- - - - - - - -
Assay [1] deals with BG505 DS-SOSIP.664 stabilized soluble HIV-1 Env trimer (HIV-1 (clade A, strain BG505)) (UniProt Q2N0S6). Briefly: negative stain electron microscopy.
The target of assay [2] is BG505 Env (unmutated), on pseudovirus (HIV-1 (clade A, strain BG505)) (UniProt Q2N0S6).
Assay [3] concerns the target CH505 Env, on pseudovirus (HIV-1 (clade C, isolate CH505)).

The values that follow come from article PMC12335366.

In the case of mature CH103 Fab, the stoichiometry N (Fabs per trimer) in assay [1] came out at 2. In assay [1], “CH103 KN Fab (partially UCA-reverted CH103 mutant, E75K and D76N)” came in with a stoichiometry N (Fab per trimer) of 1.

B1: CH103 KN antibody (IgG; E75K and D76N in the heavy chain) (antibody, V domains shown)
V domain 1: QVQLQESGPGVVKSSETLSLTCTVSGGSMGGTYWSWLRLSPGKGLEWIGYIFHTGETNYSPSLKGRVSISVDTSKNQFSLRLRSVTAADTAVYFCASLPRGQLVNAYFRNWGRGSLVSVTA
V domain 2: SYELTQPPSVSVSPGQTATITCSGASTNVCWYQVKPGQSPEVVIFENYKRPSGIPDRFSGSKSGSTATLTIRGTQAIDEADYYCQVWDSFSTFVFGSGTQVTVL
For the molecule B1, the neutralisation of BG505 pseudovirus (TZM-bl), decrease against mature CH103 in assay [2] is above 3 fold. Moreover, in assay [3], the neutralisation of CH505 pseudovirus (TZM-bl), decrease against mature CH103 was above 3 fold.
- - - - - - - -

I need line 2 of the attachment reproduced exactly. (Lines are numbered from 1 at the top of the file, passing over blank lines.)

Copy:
The target of assay [2] is BG505 Env (unmutated), on pseudovirus (HIV-1 (clade A, strain BG505)) (UniProt Q2N0S6).